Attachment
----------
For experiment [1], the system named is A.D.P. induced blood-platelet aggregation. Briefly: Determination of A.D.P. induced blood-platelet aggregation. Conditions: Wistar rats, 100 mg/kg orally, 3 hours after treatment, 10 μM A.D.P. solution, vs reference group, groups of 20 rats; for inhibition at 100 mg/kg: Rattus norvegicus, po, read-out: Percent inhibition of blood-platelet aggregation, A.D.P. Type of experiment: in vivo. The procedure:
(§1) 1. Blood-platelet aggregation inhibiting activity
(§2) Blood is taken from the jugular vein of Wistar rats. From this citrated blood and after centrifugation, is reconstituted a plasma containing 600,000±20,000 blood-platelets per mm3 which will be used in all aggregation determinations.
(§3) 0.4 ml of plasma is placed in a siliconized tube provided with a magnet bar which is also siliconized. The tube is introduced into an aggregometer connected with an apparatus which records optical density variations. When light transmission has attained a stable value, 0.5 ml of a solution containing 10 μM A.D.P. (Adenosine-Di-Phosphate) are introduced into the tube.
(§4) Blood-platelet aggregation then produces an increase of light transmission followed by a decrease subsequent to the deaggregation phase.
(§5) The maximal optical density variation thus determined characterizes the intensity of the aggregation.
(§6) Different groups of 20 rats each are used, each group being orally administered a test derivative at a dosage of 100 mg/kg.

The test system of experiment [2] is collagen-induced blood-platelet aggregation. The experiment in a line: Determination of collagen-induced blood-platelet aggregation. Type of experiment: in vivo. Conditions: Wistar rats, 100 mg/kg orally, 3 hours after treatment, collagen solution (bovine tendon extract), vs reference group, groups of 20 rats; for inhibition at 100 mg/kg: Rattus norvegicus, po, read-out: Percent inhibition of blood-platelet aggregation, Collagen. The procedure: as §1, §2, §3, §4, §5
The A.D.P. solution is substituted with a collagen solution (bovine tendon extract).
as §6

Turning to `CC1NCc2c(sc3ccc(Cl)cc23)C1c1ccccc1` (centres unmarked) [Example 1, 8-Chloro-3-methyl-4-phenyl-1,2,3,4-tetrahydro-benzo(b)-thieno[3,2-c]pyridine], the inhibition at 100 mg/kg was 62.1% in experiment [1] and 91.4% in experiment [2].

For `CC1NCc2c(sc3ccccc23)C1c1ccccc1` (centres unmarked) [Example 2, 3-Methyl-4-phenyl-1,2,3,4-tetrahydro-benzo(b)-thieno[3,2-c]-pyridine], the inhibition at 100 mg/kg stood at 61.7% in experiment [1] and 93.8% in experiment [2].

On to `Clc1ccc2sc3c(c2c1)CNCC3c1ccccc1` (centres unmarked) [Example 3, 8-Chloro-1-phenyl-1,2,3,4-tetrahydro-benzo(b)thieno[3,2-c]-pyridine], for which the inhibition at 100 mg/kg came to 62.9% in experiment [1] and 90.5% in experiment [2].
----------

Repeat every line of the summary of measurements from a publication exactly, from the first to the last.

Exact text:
For experiment [1], the system named is A.D.P. induced blood-platelet aggregation. Briefly: Determination of A.D.P. induced blood-platelet aggregation. Conditions: Wistar rats, 100 mg/kg orally, 3 hours after treatment, 10 μM A.D.P. solution, vs reference group, groups of 20 rats; for inhibition at 100 mg/kg: Rattus norvegicus, po, read-out: Percent inhibition of blood-platelet aggregation, A.D.P. Type of experiment: in vivo. The procedure:
(§1) 1. Blood-platelet aggregation inhibiting activity
(§2) Blood is taken from the jugular vein of Wistar rats. From this citrated blood and after centrifugation, is reconstituted a plasma containing 600,000±20,000 blood-platelets per mm3 which will be used in all aggregation determinations.
(§3) 0.4 ml of plasma is placed in a siliconized tube provided with a magnet bar which is also siliconized. The tube is introduced into an aggregometer connected with an apparatus which records optical density variations. When light transmission has attained a stable value, 0.5 ml of a solution containing 10 μM A.D.P. (Adenosine-Di-Phosphate) are introduced into the tube.
(§4) Blood-platelet aggregation then produces an increase of light transmission followed by a decrease subsequent to the deaggregation phase.
(§5) The maximal optical density variation thus determined characterizes the intensity of the aggregation.
(§6) Different groups of 20 rats each are used, each group being orally administered a test derivative at a dosage of 100 mg/kg.

The test system of experiment [2] is collagen-induced blood-platelet aggregation. The experiment in a line: Determination of collagen-induced blood-platelet aggregation. Type of experiment: in vivo. Conditions: Wistar rats, 100 mg/kg orally, 3 hours after treatment, collagen solution (bovine tendon extract), vs reference group, groups of 20 rats; for inhibition at 100 mg/kg: Rattus norvegicus, po, read-out: Percent inhibition of blood-platelet aggregation, Collagen. The procedure: as §1, §2, §3, §4, §5
The A.D.P. solution is substituted with a collagen solution (bovine tendon extract).
as §6

Turning to `CC1NCc2c(sc3ccc(Cl)cc23)C1c1ccccc1` (centres unmarked) [Example 1, 8-Chloro-3-methyl-4-phenyl-1,2,3,4-tetrahydro-benzo(b)-thieno[3,2-c]pyridine], the inhibition at 100 mg/kg was 62.1% in experiment [1] and 91.4% in experiment [2].

For `CC1NCc2c(sc3ccccc23)C1c1ccccc1` (centres unmarked) [Example 2, 3-Methyl-4-phenyl-1,2,3,4-tetrahydro-benzo(b)-thieno[3,2-c]-pyridine], the inhibition at 100 mg/kg stood at 61.7% in experiment [1] and 93.8% in experiment [2].

On to `Clc1ccc2sc3c(c2c1)CNCC3c1ccccc1` (centres unmarked) [Example 3, 8-Chloro-1-phenyl-1,2,3,4-tetrahydro-benzo(b)thieno[3,2-c]-pyridine], for which the inhibition at 100 mg/kg came to 62.9% in experiment [1] and 90.5% in experiment [2].